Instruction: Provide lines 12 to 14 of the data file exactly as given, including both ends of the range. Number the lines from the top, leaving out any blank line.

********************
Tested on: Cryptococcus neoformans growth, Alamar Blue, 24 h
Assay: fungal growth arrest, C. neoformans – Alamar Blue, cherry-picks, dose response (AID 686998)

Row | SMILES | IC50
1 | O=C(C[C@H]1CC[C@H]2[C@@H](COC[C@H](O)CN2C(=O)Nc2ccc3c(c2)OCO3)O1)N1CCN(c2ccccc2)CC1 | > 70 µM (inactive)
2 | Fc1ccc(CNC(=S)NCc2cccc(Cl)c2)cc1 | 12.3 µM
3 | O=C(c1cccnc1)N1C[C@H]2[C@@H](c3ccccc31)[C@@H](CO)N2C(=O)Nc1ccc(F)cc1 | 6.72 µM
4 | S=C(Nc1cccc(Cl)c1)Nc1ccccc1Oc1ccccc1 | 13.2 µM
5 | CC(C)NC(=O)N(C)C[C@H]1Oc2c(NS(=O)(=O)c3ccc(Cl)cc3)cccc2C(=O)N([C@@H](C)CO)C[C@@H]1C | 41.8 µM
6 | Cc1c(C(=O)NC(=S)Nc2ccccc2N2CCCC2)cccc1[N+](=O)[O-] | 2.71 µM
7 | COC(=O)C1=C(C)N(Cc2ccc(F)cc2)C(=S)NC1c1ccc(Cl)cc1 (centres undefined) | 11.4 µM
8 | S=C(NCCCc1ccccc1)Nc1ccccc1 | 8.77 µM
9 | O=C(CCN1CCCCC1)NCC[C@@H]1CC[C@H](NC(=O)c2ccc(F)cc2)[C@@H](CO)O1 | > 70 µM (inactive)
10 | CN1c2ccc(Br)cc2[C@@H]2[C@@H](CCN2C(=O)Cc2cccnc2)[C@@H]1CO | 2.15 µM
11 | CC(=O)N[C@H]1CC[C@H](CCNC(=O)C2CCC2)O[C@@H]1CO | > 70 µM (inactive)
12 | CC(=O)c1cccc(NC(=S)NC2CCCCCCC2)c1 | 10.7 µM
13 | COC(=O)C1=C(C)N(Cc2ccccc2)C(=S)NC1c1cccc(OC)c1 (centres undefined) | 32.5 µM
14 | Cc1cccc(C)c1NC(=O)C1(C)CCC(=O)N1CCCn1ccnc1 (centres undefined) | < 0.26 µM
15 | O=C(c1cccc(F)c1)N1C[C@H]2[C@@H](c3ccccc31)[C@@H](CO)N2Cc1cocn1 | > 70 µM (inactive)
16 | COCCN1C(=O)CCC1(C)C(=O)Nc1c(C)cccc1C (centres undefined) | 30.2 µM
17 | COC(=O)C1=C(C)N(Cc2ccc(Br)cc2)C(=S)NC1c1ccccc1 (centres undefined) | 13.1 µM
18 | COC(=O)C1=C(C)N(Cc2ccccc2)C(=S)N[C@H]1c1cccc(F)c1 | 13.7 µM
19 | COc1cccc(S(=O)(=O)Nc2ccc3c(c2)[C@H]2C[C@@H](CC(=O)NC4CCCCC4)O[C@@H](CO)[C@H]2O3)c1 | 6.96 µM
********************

9 | O=C(CCN1CCCCC1)NCC[C@@H]1CC[C@H](NC(=O)c2ccc(F)cc2)[C@@H](CO)O1 | > 70 µM (inactive)
10 | CN1c2ccc(Br)cc2[C@@H]2[C@@H](CCN2C(=O)Cc2cccnc2)[C@@H]1CO | 2.15 µM
11 | CC(=O)N[C@H]1CC[C@H](CCNC(=O)C2CCC2)O[C@@H]1CO | > 70 µM (inactive)